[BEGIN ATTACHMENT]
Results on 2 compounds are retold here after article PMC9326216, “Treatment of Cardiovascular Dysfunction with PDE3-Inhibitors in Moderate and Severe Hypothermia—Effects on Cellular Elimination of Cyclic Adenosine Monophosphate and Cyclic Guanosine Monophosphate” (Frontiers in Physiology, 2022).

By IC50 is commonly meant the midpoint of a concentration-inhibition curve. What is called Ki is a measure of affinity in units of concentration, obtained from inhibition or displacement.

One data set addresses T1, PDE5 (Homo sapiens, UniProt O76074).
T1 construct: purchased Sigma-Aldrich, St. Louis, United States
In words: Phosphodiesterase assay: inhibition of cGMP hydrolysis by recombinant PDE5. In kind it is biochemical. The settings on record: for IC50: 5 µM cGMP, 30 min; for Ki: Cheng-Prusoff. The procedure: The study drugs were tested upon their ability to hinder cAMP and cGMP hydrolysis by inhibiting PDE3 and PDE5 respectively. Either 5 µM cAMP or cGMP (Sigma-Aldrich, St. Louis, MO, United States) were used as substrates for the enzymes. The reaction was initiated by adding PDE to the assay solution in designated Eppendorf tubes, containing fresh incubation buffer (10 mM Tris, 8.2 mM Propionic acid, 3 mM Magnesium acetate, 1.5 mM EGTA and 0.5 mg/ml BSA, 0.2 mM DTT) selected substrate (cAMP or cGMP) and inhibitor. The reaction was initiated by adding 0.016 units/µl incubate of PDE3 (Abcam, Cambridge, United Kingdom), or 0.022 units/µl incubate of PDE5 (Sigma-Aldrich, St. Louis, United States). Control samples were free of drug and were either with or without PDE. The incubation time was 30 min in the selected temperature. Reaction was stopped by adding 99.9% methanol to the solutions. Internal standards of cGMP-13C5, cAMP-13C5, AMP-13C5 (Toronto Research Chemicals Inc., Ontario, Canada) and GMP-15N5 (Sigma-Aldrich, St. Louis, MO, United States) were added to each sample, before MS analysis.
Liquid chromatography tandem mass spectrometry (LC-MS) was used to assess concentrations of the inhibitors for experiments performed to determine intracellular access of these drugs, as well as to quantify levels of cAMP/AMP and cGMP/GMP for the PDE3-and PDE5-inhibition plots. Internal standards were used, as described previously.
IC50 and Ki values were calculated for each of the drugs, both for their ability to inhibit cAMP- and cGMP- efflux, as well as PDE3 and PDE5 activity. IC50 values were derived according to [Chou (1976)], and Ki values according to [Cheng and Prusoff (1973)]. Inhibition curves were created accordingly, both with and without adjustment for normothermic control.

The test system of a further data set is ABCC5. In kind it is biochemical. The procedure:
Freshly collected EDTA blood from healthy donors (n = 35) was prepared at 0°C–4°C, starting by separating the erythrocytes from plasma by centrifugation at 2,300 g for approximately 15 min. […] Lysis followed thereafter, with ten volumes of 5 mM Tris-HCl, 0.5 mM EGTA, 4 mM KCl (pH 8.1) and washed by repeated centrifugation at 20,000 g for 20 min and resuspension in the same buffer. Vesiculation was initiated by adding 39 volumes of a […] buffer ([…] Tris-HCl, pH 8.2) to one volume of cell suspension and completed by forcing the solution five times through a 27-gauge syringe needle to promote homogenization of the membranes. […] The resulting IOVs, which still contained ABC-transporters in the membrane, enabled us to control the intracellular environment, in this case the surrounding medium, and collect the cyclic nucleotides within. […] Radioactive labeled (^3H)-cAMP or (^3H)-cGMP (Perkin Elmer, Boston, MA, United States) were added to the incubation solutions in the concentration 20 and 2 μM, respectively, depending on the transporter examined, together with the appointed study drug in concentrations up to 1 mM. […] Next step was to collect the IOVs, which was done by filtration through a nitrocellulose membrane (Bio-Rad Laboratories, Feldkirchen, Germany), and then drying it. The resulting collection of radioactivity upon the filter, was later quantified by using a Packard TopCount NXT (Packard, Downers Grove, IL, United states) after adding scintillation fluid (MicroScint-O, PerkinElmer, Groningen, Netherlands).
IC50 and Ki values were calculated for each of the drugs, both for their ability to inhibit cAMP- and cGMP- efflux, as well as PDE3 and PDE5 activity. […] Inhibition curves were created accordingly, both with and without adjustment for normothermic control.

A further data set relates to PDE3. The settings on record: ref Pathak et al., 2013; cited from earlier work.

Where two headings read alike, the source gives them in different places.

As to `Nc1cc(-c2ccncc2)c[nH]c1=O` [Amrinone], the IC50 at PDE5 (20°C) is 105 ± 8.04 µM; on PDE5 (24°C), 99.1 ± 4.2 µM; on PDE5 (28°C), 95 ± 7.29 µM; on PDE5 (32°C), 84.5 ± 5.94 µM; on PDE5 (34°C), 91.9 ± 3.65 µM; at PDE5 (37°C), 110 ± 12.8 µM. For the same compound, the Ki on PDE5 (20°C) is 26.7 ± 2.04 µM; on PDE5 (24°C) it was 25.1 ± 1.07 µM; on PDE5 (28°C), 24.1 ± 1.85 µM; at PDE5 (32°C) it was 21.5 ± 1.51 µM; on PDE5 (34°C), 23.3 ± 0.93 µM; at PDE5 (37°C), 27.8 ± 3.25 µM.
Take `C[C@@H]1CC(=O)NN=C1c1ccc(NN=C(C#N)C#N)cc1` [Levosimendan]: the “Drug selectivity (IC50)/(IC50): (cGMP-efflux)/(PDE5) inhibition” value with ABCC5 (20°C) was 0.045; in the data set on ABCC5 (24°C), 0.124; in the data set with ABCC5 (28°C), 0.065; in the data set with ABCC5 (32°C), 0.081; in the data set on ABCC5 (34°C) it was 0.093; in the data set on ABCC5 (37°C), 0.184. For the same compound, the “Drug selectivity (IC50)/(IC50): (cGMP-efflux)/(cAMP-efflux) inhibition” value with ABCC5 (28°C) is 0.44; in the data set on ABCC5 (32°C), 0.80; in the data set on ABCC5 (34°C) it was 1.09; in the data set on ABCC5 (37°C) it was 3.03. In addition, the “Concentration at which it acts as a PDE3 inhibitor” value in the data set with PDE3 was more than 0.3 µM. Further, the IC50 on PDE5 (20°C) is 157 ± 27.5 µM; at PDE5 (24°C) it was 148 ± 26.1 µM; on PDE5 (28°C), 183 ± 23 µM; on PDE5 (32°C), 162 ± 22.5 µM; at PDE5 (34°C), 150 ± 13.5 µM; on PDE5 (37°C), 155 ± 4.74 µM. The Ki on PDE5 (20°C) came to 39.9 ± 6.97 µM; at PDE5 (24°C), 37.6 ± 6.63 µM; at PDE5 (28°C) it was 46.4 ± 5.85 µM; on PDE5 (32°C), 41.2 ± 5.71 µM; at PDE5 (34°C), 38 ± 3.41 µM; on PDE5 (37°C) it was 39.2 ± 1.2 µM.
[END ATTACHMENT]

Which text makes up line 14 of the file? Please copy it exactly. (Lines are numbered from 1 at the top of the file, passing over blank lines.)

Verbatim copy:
Take `C[C@@H]1CC(=O)NN=C1c1ccc(NN=C(C#N)C#N)cc1` [Levosimendan]: the “Drug selectivity (IC50)/(IC50): (cGMP-efflux)/(PDE5) inhibition” value with ABCC5 (20°C) was 0.045; in the data set on ABCC5 (24°C), 0.124; in the data set with ABCC5 (28°C), 0.065; in the data set with ABCC5 (32°C), 0.081; in the data set on ABCC5 (34°C) it was 0.093; in the data set on ABCC5 (37°C), 0.184. For the same compound, the “Drug selectivity (IC50)/(IC50): (cGMP-efflux)/(cAMP-efflux) inhibition” value with ABCC5 (28°C) is 0.44; in the data set on ABCC5 (32°C), 0.80; in the data set on ABCC5 (34°C) it was 1.09; in the data set on ABCC5 (37°C) it was 3.03. In addition, the “Concentration at which it acts as a PDE3 inhibitor” value in the data set with PDE3 was more than 0.3 µM. Further, the IC50 on PDE5 (20°C) is 157 ± 27.5 µM; at PDE5 (24°C) it was 148 ± 26.1 µM; on PDE5 (28°C), 183 ± 23 µM; on PDE5 (32°C), 162 ± 22.5 µM; at PDE5 (34°C), 150 ± 13.5 µM; on PDE5 (37°C), 155 ± 4.74 µM. The Ki on PDE5 (20°C) came to 39.9 ± 6.97 µM; at PDE5 (24°C), 37.6 ± 6.63 µM; at PDE5 (28°C) it was 46.4 ± 5.85 µM; on PDE5 (32°C), 41.2 ± 5.71 µM; at PDE5 (34°C), 38 ± 3.41 µM; on PDE5 (37°C) it was 39.2 ± 1.2 µM.